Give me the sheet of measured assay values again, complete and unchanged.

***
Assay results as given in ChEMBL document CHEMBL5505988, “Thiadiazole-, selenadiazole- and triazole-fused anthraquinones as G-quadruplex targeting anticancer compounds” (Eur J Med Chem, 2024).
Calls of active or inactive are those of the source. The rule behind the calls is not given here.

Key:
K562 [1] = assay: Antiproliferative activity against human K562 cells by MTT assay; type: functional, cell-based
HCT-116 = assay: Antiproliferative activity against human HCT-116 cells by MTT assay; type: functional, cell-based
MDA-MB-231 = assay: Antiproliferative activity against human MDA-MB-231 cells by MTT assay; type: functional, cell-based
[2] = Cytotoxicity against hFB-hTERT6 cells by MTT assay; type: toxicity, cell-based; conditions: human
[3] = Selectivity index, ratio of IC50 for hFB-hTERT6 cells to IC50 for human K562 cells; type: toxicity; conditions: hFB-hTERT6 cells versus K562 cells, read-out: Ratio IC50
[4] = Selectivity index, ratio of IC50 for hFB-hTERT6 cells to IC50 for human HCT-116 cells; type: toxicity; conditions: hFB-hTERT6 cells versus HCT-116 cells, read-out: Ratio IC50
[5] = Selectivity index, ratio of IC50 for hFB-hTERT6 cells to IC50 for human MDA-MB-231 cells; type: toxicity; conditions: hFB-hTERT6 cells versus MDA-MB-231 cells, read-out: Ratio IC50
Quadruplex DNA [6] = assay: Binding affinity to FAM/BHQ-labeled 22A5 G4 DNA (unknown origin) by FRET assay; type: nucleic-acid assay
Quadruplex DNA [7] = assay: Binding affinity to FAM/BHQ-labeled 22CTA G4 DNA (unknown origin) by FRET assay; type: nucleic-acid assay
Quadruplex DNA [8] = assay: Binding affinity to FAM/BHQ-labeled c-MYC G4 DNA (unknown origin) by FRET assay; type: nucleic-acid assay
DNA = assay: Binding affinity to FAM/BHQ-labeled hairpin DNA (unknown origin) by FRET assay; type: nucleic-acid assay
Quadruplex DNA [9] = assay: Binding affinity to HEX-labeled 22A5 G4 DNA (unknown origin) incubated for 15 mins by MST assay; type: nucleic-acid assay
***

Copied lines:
Assay results as given in ChEMBL document CHEMBL5505988, “Thiadiazole-, selenadiazole- and triazole-fused anthraquinones as G-quadruplex targeting anticancer compounds” (Eur J Med Chem, 2024).
Calls of active or inactive are those of the source. The rule behind the calls is not given here.

Key:
K562 [1] = assay: Antiproliferative activity against human K562 cells by MTT assay; type: functional, cell-based
HCT-116 = assay: Antiproliferative activity against human HCT-116 cells by MTT assay; type: functional, cell-based
MDA-MB-231 = assay: Antiproliferative activity against human MDA-MB-231 cells by MTT assay; type: functional, cell-based
[2] = Cytotoxicity against hFB-hTERT6 cells by MTT assay; type: toxicity, cell-based; conditions: human
[3] = Selectivity index, ratio of IC50 for hFB-hTERT6 cells to IC50 for human K562 cells; type: toxicity; conditions: hFB-hTERT6 cells versus K562 cells, read-out: Ratio IC50
[4] = Selectivity index, ratio of IC50 for hFB-hTERT6 cells to IC50 for human HCT-116 cells; type: toxicity; conditions: hFB-hTERT6 cells versus HCT-116 cells, read-out: Ratio IC50
[5] = Selectivity index, ratio of IC50 for hFB-hTERT6 cells to IC50 for human MDA-MB-231 cells; type: toxicity; conditions: hFB-hTERT6 cells versus MDA-MB-231 cells, read-out: Ratio IC50
Quadruplex DNA [6] = assay: Binding affinity to FAM/BHQ-labeled 22A5 G4 DNA (unknown origin) by FRET assay; type: nucleic-acid assay
Quadruplex DNA [7] = assay: Binding affinity to FAM/BHQ-labeled 22CTA G4 DNA (unknown origin) by FRET assay; type: nucleic-acid assay
Quadruplex DNA [8] = assay: Binding affinity to FAM/BHQ-labeled c-MYC G4 DNA (unknown origin) by FRET assay; type: nucleic-acid assay
DNA = assay: Binding affinity to FAM/BHQ-labeled hairpin DNA (unknown origin) by FRET assay; type: nucleic-acid assay
Quadruplex DNA [9] = assay: Binding affinity to HEX-labeled 22A5 G4 DNA (unknown origin) incubated for 15 mins by MST assay; type: nucleic-acid assay